How To Recognize Heroin Addiction in Your Family
Recognizing the signs of a substance use disorder, especially one associated with heroin addiction, is important. Being able to notice this type of issue developing in someone you care deeply for is often the catalyst for making sure the individual gets help and is able to rise above their addiction.
Don’t dismiss your concerns if you suspect someone you love is hiding their struggles with heroin. Heroin addiction can be a problem for a person of any age, as young as 11 and well into retirement. If you’re looking to find help for someone you love, call 800-910-3734 and get them the treatment they need as soon as possible.
Heroin Addiction and Opioid Abuse
Heroin is a powerful opioid that is also one of the most commonly abused substances on the planet. Because of its similarities, heroin addiction and opioid addiction will appear very similar.
According to the Government of South Australia, “Opioids are morphine-like drugs that work by binding the opioid receptors which are found principally in the central and peripheral nervous system and the gastrointestinal tract.” They are often prescribed to treat pain. In 2012, 259 million prescriptions were written in the US for drugs in this category, which according to the American Society of Addiction Medicine, would allow every American adult to have their own bottle of opioid pills.
Many who start out abusing opioids can quickly transition into having a full-fledged heroin addiction. Considering the overwhelming rate of overdose, getting help for your loved one is of the utmost importance.
Opioids, and especially heroin, can create dependence for those who take them regularly, and those who abuse them can become addicted. But how can you know if your loved one has developed an addiction to these dangerous drugs?
Signs and Symptoms of an Opioid or Heroin Addiction
An individual who becomes addicted to heroin or opioids will act differently than they used to. The drug will become their main priority, and in many cases, they will become consumed with obtaining and using more. They will exhibit other behaviors as well, including:
- Hostility when asked about their substance abuse
- Secretive behavior where they attempt to hide where they are going or who they have been with
- Mood swings that will be caused by their constant substance abuse
- Altered eating and sleeping habits
- A disinterest in their physical appearance and/or hygiene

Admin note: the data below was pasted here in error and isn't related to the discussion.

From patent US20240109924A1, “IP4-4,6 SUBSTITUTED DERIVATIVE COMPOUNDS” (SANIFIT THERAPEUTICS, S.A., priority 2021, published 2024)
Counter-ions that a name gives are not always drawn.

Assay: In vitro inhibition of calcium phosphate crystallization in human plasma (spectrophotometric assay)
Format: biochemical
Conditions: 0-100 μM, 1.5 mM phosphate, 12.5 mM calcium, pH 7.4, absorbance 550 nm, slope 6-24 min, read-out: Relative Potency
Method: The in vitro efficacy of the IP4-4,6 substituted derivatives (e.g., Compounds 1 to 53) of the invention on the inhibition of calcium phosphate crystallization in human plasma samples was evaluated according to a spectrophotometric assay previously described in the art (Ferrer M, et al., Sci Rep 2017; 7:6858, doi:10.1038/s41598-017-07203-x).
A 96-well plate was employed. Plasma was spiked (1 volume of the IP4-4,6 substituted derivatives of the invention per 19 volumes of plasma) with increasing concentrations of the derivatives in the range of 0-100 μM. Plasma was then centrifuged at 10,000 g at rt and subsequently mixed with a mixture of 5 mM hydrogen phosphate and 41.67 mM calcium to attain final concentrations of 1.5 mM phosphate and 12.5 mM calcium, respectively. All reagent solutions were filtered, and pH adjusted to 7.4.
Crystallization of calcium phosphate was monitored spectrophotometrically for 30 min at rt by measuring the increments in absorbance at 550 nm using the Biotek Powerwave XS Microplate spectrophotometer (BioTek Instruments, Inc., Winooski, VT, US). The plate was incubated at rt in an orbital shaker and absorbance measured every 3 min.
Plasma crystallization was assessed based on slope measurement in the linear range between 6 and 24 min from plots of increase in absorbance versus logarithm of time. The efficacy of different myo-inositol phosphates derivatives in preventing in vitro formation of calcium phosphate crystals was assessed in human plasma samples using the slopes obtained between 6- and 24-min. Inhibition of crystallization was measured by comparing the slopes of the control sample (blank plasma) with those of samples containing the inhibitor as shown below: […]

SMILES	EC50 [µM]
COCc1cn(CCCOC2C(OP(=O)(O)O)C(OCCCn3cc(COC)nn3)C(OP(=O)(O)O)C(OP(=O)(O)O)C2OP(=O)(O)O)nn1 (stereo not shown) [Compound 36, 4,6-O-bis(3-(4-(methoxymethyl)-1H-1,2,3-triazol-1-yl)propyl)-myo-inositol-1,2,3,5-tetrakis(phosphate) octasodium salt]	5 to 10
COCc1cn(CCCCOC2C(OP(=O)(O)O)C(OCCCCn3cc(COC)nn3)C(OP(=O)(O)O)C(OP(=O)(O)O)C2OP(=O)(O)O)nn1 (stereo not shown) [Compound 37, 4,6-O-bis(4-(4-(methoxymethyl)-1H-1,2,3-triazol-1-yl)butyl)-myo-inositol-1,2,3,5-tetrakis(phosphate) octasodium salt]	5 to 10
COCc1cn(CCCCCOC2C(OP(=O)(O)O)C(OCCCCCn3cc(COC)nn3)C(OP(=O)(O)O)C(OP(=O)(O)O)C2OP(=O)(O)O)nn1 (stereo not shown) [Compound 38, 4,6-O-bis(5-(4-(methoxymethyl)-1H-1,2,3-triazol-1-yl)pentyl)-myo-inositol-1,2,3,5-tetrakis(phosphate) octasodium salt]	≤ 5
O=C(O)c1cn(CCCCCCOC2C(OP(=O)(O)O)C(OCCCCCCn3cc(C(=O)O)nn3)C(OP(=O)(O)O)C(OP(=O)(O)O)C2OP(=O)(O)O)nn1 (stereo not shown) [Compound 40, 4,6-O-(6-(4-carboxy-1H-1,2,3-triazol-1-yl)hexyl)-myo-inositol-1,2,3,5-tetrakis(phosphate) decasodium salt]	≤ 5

- A disinterest in activities that used to matter to them, including hobbies, work, and school
- Spending more time alone or with people you don’t know
According to the National Library of Medicine, your loved one may even begin to exhibit violent episodes because of their substance abuse, although heroin and opioids normally cause mood fluctuations between excitable/euphoric and depressed. Your loved one will also start to miss school or work because of their excessive substance abuse.
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As their addiction begins to intensify, they may begin to exhibit certain physical side effects that are often related to the consistent use of an opioid. These can include:
- Dry mouth and dry mucous membranes in the nose
- Nausea and vomiting
- Weight loss
- Physical withdrawal symptoms when unable to use the drug such as:
- Runny nose
- Muscle and joint pain
- Abdominal pain
People who become addicted to heroin or opioids and experience these type of side effects will usually refuse to see a doctor or to stop taking the drug that is causing them. This is another sign of addiction because your loved one is refusing to stop using heroin, even though the drug is causing serious problems in their day-to-day life.
If your loved one is injecting the drug, they will likely begin to exhibit track marks on their arms and legs. They will also attempt to hide drug paraphernalia in their room or in places they think you will not look. These items can include syringes, tie offs, and spoons. Someone abusing opioids may also have pill bottles.
There Is Hope for Your Family
If you think someone you love is struggling with an opioid or a heroin addiction, there is a way for them to get better and for both of you to rebuild your relationship. Addiction requires treatment because it is not an issue of willpower; it is a legitimate disease that can only be overcome with professional care.
Call Today to Get Help for Your Loved One
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